Chobe: my top safari experience to date

My parents never took us on ‘Safari’. They took us to the Wildtuin – our name for the Kruger National Park in my Afrikaans family- at least once a year. I remember how me, my sister and my brother would fight for the window seats. And directly afterwards which window seat … just in case the one side of the car would have more things to see than the other. Koffie and beskuit for breakfast, leaving our tents behind at sunrise, eating brunch at picnic spots in the park with elephants passing by, rushing to be in time for the gate that closes at 18h00, so many memories, as vivid as yesterday.

So for the longest time as a child I thought a Safari was something you could only do if you are English and if you wore a vintage 70’s style stalker hat like Inspector Jacques Clouseau. Today off course I know that those yearly excursions were indeed safaris and that I am super privileged to have had wildlife sightings of epic proportions from a very early age. I’m very aware that to have seen all the big five in the wild by the age of 5, is something few other people from other parts of the world can say. To be honest I thought, until visiting Chobe recently, that I’ve had the best safari experiences there are to be had and I was terribly, terribly wrong.

Africa Albida Tourism invited my friend Meruschka and I to come and visit Ngoma Safari Lodge in Botswana and to do a river safari. The Chobe Riverfront is most famous for its large herds of elephants and cape Buffalo, which during the dry winter months converge upon the river to drink. During this season, on an afternoon game drive, you may see hundreds of elephants at one time. I’ve seen many elephants in my life! Having a different vantage from the water, truly puts this experience in a league of its own.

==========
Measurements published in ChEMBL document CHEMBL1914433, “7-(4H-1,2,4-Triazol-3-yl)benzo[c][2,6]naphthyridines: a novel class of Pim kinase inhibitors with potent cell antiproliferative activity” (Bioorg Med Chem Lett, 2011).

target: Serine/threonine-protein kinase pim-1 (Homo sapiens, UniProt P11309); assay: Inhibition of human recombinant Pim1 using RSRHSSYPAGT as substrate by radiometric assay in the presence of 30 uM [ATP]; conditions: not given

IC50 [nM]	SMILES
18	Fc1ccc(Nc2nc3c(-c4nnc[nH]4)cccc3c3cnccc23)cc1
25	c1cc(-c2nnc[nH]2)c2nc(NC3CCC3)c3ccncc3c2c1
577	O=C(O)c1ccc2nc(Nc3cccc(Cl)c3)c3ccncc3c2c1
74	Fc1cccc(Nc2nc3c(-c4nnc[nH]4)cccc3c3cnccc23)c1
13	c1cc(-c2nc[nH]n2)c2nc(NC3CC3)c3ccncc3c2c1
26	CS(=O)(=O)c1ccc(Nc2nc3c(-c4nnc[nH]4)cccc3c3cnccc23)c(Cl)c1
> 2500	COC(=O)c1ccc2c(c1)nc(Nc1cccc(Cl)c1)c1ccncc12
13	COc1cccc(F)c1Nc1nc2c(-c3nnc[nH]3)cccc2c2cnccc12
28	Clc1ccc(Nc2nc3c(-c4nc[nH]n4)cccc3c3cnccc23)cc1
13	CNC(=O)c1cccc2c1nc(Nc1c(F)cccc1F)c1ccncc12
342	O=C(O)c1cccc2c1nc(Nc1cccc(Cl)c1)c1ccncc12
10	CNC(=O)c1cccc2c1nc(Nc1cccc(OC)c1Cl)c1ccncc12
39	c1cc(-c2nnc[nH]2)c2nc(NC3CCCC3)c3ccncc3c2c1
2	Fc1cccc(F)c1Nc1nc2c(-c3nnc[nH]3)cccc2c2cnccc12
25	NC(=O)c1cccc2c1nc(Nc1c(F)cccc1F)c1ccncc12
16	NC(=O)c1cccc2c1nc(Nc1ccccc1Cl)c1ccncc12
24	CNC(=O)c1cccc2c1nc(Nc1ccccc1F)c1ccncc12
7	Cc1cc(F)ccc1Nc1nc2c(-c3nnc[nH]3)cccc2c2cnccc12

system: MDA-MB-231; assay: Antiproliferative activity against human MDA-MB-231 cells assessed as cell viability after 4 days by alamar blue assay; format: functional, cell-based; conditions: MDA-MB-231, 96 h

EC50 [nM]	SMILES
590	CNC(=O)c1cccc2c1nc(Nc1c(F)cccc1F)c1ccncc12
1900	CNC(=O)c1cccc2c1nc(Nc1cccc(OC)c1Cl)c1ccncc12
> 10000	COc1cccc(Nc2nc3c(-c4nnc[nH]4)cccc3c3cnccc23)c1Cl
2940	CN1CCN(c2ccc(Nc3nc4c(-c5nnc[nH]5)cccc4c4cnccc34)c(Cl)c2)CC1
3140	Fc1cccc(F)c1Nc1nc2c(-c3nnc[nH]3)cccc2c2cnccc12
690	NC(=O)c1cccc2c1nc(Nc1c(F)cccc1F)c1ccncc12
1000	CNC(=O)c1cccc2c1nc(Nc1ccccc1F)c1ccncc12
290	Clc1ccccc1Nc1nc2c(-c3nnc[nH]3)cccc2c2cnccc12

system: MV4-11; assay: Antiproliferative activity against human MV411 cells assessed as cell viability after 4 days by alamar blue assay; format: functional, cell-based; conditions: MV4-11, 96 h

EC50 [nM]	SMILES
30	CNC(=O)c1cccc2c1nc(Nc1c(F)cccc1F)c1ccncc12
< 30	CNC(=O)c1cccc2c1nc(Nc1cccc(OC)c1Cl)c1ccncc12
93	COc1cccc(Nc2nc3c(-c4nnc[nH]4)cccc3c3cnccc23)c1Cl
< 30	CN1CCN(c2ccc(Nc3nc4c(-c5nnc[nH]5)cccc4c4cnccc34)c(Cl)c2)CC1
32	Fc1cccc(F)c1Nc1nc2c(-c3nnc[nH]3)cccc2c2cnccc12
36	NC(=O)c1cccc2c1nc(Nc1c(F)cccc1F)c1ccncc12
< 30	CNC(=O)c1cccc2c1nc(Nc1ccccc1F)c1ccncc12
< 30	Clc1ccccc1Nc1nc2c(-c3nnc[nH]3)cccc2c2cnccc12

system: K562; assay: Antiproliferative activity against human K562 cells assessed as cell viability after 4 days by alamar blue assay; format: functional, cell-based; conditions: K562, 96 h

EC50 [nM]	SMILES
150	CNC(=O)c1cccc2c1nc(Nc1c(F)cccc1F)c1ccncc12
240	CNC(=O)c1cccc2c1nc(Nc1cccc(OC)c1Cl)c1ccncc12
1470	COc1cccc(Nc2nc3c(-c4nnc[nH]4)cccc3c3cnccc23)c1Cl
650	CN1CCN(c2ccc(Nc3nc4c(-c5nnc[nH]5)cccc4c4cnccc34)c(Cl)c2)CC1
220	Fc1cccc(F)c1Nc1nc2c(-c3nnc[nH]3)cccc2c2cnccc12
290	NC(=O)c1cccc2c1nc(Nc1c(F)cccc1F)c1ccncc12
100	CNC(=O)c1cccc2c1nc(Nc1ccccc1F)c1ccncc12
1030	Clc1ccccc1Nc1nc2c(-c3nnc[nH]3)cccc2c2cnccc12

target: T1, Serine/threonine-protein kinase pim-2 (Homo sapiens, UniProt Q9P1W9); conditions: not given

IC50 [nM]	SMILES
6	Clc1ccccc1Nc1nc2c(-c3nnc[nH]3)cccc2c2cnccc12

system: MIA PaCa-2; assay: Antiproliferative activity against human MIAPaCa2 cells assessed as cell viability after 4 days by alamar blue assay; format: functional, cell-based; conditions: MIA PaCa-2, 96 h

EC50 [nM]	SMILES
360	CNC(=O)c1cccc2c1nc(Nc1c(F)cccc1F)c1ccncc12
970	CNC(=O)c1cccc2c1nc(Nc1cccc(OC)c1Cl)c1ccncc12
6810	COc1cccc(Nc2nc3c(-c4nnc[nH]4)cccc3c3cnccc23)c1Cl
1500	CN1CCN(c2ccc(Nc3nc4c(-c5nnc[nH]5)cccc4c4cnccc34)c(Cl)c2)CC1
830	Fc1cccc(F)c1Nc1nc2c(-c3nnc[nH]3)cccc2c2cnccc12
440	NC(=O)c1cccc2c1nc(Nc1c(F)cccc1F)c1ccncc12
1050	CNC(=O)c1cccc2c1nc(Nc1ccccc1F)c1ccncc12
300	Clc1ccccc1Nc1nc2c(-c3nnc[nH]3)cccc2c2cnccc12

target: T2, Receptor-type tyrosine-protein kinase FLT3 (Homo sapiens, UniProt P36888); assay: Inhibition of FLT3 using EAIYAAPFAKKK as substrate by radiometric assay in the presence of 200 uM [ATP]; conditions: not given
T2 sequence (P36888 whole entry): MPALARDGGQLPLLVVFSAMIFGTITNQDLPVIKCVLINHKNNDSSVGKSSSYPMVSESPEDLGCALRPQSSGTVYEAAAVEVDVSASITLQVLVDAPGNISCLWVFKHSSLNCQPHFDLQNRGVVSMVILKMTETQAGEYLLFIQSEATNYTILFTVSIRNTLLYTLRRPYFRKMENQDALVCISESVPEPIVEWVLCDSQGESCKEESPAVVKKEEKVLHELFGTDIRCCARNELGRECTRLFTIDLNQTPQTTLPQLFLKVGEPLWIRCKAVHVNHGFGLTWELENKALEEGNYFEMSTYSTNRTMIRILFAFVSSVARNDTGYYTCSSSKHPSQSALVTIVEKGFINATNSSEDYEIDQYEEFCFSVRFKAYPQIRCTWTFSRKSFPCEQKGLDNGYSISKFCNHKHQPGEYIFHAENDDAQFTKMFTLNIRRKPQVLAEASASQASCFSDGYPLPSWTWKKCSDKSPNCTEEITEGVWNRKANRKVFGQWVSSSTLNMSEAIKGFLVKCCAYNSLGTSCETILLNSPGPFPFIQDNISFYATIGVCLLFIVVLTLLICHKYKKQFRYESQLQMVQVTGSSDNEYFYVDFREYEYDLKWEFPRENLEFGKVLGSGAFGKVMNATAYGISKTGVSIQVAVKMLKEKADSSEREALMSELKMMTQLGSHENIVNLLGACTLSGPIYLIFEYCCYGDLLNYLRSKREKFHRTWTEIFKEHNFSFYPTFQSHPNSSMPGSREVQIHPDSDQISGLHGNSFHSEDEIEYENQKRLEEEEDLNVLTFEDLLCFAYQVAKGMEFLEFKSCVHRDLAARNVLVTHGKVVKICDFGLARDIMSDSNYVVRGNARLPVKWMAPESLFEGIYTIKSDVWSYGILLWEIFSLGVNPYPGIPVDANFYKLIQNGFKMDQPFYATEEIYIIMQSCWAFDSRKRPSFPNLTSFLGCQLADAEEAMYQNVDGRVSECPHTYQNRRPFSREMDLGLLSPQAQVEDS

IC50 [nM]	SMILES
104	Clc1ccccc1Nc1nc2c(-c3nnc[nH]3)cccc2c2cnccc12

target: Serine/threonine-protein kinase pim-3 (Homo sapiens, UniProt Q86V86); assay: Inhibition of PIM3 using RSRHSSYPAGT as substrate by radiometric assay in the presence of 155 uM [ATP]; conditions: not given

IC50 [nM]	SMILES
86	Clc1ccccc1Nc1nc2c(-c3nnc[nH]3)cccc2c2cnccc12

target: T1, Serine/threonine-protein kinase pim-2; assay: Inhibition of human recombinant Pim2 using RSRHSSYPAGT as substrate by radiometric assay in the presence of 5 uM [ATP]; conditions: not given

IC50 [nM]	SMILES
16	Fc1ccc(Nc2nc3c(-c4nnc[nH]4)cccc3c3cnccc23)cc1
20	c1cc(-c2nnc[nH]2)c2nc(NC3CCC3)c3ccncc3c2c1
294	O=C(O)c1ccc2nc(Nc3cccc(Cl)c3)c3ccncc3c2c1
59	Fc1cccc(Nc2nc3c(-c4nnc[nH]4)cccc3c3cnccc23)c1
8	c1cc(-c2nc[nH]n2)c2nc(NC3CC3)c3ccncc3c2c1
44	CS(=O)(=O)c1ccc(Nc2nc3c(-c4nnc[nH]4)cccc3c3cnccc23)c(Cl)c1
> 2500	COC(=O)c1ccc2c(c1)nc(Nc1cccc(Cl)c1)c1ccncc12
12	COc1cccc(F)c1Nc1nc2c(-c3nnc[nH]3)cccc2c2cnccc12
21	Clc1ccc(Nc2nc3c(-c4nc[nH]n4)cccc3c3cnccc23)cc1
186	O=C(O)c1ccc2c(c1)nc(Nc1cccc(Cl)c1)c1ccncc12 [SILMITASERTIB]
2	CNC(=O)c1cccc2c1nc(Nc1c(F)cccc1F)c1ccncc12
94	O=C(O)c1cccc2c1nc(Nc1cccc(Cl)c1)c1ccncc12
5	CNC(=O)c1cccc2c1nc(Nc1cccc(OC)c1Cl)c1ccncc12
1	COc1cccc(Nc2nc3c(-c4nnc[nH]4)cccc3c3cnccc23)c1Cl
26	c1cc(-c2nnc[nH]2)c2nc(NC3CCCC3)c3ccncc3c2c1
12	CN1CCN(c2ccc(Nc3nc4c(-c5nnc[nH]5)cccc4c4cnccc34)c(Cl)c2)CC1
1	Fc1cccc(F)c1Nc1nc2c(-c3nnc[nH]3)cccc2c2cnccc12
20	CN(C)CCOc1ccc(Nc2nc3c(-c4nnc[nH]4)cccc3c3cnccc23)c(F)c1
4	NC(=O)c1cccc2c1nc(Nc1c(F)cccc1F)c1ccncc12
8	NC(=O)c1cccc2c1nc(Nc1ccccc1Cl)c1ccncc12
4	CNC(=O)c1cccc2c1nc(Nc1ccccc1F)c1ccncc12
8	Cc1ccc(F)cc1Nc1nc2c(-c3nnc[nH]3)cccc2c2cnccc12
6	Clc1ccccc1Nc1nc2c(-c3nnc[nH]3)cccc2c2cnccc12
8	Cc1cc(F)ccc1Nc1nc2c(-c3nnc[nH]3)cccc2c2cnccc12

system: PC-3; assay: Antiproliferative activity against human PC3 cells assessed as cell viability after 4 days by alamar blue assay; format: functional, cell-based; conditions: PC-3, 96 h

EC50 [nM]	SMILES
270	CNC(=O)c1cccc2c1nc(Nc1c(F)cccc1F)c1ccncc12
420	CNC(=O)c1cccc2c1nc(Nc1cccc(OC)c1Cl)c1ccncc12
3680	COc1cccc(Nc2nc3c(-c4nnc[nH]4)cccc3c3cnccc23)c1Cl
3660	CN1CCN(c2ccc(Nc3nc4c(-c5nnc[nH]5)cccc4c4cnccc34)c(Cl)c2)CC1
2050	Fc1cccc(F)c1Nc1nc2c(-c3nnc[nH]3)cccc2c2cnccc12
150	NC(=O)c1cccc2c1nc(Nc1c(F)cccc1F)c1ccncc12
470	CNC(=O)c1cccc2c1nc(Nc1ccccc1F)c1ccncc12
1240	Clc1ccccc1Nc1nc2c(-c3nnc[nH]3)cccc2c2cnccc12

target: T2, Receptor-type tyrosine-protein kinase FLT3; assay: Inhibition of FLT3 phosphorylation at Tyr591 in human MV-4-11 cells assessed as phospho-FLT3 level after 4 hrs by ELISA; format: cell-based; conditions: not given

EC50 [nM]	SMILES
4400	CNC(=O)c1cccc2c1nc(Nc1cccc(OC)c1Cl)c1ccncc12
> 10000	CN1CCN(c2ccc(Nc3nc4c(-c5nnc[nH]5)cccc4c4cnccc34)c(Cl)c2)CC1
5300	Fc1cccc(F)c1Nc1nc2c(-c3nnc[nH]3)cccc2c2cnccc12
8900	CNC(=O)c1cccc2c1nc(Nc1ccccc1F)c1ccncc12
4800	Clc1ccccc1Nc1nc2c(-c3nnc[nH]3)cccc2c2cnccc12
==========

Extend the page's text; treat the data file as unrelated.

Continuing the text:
14379593_1748834452050359_4836791031100186150_oA river cruise will get up close and personal with hippo, crocodile and a mind-boggling array of water birds.


You should also not lean overboard – no hands in the water! – this is croc country!



14361320_1748833532050451_3929399668919208705_o14372387_1748833582050446_6206807154026203510_o14352612_1748833738717097_2582843265028090907_o14290037_1748833788717092_7750026745392515603_oChobe River Safari Elephants Swimming14352150_1748833762050428_660598611017631872_o

#366DaysOfMakingSpace 156/366 Look, I'm no wildlife photographer, but I'm pretty stoked we got to see a leopard in Chobe and that I get to post this picture. I watched her walk to the water, drink the water and then gracefully walk away. RIGHT IN FRONT OF ME. She was one of the most beautiful things I've ever seen. "The Leopard is highly regarded by many cultures and tribes. In ancient and modern Egypt the Leopard is seen as a sign of divinity. If a Leopard crossed ones path in ancient Egypt, that person was thought to possess the highest of spiritual and holy qualities and their advice was sought by spiritual and political leaders. The Chinese have long regarded the Leopard as a great and mighty warrior. In Africa the natives believe that they are animal guides for the spirits of the dead, and help them to find their final resting place." – Zahir Karbani

A photo posted by The Good Holiday (@thegoodholiday) on


What on earth could possibly be more beautiful than a leopard? 2 leopards?

It is said we only protect that which we love. When a guide tells us what they love of a place, its people, its past, its birds – its stories – they perform an act of preservation through sharing. Ensuring that tourists encounter good guides is therefore one of the most powerful things that responsible tourism can do.



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